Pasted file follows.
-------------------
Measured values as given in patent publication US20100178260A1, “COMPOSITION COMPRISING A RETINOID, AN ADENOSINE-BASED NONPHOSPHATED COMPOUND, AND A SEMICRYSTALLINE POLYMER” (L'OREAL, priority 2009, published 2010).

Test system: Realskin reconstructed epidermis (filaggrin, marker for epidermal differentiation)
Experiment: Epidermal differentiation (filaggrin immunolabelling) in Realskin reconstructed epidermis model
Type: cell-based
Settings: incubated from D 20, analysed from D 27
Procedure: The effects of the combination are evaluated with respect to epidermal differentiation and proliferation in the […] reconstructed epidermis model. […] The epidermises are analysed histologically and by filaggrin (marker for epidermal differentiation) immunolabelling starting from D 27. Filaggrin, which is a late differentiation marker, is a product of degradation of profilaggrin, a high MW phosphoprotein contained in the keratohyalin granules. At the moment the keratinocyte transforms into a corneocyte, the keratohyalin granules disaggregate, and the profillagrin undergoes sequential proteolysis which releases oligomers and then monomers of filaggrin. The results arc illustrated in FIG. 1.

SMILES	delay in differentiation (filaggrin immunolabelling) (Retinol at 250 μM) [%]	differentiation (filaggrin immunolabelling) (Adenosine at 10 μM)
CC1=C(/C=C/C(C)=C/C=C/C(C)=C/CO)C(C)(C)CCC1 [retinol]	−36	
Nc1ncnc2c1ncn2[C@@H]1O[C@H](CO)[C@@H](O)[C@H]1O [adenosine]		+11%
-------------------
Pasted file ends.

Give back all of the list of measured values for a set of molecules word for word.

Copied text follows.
Measured values as given in patent publication US20100178260A1, “COMPOSITION COMPRISING A RETINOID, AN ADENOSINE-BASED NONPHOSPHATED COMPOUND, AND A SEMICRYSTALLINE POLYMER” (L'OREAL, priority 2009, published 2010).

Test system: Realskin reconstructed epidermis (filaggrin, marker for epidermal differentiation)
Experiment: Epidermal differentiation (filaggrin immunolabelling) in Realskin reconstructed epidermis model
Type: cell-based
Settings: incubated from D 20, analysed from D 27
Procedure: The effects of the combination are evaluated with respect to epidermal differentiation and proliferation in the […] reconstructed epidermis model. […] The epidermises are analysed histologically and by filaggrin (marker for epidermal differentiation) immunolabelling starting from D 27. Filaggrin, which is a late differentiation marker, is a product of degradation of profilaggrin, a high MW phosphoprotein contained in the keratohyalin granules. At the moment the keratinocyte transforms into a corneocyte, the keratohyalin granules disaggregate, and the profillagrin undergoes sequential proteolysis which releases oligomers and then monomers of filaggrin. The results arc illustrated in FIG. 1.

SMILES	delay in differentiation (filaggrin immunolabelling) (Retinol at 250 μM) [%]	differentiation (filaggrin immunolabelling) (Adenosine at 10 μM)
CC1=C(/C=C/C(C)=C/C=C/C(C)=C/CO)C(C)(C)CCC1 [retinol]	−36	
Nc1ncnc2c1ncn2[C@@H]1O[C@H](CO)[C@@H](O)[C@H]1O [adenosine]		+11%